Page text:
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Go Back   Casebook Forums > Ripper Discussions > Victims > Non-Canonical Victims > Elizabeth Jackson

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  #11  
Old 09-24-2016, 05:12 PM
protohistorian protohistorian is offline
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As far as I am concerned we call it good enough. It is the closest match in Bankside. Thanks for the map! :-)
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  #12  
Old 09-24-2016, 05:16 PM
jerryd jerryd is offline
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Quote:
Originally Posted by Joshua Rogan View Post
I've been using this map from the mid 1890s (I'm sure you put me on to it Jerry), it's got the wharf names on too;

http://maps.nls.uk/geo/explore/#zoom...layers=163&b=1

Nelson Wharf is just off the left of your map. It's the only one I've seen that might be confused for Newton...
Thanks Joshua,

I have found a few references for Newton's draw-dock located at Bankside. In the same breath the article references Old Paris Garden, which you will find just East of Blackfriar's Bridge.
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  #13  
Old 09-24-2016, 06:20 PM
jerryd jerryd is offline
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I think I have this nailed.

The Builder, Volume 46, 1884 (Page 693)

James Newton and Son's Tile Works, 78-9, Bankside, represent the Falcon Tavern at the foot of Falcon Dock.

The map I provided shows Falcon Drawing Docks very close to and east of the Blackfriar's Bridge next to Paris Gardens. This all jives with the Newton Drawing Docks references near Paris Gardens. James Newton's Tile Company probably used the docks for shipments and thus coined the name, Newton's Wharf.

Last edited by jerryd : 09-24-2016 at 06:31 PM.
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  #14  
Old 09-24-2016, 06:27 PM
Joshua Rogan Joshua Rogan is online now
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Well, there's a Falcon draw dock and wharf next to Paris Gardens. And there's also a draw dock (unnamed) next to Nelson's Wharf. Plus a Newell's Wharf just East of Tower Bridge. And a couple of unnamed one. And my eyes are going funny. Time for bed.
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  #15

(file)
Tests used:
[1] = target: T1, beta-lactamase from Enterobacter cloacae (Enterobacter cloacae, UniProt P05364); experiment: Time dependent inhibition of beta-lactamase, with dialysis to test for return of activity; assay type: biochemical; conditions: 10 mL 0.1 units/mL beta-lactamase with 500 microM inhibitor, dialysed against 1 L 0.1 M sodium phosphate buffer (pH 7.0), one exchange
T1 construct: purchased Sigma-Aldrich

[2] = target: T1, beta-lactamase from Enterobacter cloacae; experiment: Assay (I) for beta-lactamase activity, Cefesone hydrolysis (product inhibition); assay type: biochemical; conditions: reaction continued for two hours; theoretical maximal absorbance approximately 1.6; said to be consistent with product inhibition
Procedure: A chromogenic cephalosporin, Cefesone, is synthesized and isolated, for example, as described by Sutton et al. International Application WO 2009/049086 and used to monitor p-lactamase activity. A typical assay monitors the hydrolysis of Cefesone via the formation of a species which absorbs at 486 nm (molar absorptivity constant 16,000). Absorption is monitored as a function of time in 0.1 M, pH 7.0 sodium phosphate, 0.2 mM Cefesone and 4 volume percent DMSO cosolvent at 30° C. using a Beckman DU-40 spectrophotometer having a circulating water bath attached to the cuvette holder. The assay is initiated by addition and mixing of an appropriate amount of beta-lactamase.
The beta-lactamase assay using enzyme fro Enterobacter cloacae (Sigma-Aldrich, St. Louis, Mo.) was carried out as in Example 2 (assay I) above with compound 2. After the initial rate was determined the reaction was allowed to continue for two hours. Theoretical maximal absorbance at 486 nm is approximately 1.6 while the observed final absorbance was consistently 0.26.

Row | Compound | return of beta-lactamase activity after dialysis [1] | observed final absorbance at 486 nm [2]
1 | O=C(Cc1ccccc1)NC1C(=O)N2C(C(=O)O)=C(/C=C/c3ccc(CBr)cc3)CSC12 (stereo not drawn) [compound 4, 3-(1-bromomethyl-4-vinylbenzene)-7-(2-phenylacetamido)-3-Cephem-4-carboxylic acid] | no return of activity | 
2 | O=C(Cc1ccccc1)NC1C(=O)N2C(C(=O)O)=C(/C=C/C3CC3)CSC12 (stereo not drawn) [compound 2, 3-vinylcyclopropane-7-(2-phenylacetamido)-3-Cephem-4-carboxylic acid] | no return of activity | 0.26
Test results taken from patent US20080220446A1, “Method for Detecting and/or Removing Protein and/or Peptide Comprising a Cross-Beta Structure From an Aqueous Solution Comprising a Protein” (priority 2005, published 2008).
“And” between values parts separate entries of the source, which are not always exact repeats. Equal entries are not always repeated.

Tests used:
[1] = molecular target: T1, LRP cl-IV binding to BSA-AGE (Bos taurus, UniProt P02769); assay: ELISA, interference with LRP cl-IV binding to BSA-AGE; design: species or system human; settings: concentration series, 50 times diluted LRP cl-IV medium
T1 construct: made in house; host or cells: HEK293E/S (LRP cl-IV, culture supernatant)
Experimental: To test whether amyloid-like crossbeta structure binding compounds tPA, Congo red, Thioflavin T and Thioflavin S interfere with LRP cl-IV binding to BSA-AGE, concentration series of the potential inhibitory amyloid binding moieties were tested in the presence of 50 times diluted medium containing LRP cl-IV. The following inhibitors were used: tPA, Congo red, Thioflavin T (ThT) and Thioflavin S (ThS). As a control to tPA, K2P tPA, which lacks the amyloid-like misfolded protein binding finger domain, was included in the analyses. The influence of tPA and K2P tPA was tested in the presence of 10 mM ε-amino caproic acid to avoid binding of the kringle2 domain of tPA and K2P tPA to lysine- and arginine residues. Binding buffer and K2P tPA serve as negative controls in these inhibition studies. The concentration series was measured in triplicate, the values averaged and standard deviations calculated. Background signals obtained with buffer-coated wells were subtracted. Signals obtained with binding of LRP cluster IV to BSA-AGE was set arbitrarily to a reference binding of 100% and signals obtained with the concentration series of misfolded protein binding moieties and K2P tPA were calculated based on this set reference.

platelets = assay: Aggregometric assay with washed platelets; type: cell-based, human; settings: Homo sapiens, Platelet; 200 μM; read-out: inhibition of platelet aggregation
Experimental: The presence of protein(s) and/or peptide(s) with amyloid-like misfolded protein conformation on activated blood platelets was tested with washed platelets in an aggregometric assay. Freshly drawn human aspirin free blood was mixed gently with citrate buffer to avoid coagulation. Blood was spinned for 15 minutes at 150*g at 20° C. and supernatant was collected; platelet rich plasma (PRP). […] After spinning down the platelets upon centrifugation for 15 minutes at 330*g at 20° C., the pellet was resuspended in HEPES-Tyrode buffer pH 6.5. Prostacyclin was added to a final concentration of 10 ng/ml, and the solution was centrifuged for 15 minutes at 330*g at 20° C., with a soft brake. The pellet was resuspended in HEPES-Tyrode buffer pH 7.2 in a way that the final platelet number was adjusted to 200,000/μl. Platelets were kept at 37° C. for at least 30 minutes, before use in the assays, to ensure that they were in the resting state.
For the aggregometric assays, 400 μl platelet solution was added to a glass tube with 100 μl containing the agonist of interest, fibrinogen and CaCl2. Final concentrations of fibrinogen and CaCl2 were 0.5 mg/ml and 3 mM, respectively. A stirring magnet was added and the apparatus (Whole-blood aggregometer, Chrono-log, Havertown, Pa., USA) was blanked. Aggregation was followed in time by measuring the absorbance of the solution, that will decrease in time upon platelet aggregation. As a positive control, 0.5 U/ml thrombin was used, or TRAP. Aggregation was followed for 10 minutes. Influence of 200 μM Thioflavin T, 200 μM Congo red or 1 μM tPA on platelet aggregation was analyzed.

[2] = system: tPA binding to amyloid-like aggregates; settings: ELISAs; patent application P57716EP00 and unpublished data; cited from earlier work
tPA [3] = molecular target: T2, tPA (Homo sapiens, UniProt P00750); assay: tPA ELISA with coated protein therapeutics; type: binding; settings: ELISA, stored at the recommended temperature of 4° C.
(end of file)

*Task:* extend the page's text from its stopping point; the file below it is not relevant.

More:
Old 09-24-2016, 06:29 PM
jerryd jerryd is offline
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Must have crossed posts, Joshua. Yes, I believe Falcon Drawing Docks was aka, Newton's Wharf. (See post #13)
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  #16  
Old 09-24-2016, 07:18 PM
jerryd jerryd is offline
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Here is one more reference that pretty much seals the location, in my mind anyways.

Bankside/British History

No. 79 (Falcon Drawing Dock)

The Falcon Drawing Dock and the premises on the east side, No. 79 Bankside, are on the site of part of the Falcon Inn. They were leased to Messrs. Newton & Sons, firebrick merchants, the present owners, in 18334 by Messrs. Handasyde & Prickett, who had a lease from the Bishop of Winchester. No. 79, the office, was rebuilt in 1840 though it retains two patches of early 18th-century walling. The door and windows facing the dock on what now forms the main front, and those at the north end, are treated with classical mouldings. They date from the rebuilding.
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  #17  
Old 09-25-2016, 08:21 AM
Joshua Rogan Joshua Rogan is online now
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Great work JD, that seems pretty conclusive!
Not that it gets us any nearer to knowing when or where the pieces were dumped into the river, but at least we now know where they were all found.
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  #18  
Old 09-26-2016, 09:32 AM
jerryd jerryd is offline
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Quote:
Originally Posted by Joshua Rogan View Post
Great work JD, that seems pretty conclusive!
Not that it gets us any nearer to knowing when or where the pieces were dumped into the river, but at least we now know where they were all found.
Thanks JR,

Leave no stone unturned, as the saying goes, and maybe it will eventually help down the road. Who knows?

Also, out of interest, the Falcon Inn/Tavern was "celebrated for having been the daily resort of Shakespeare and his dramatic companions." The Globe Theatre was close by.
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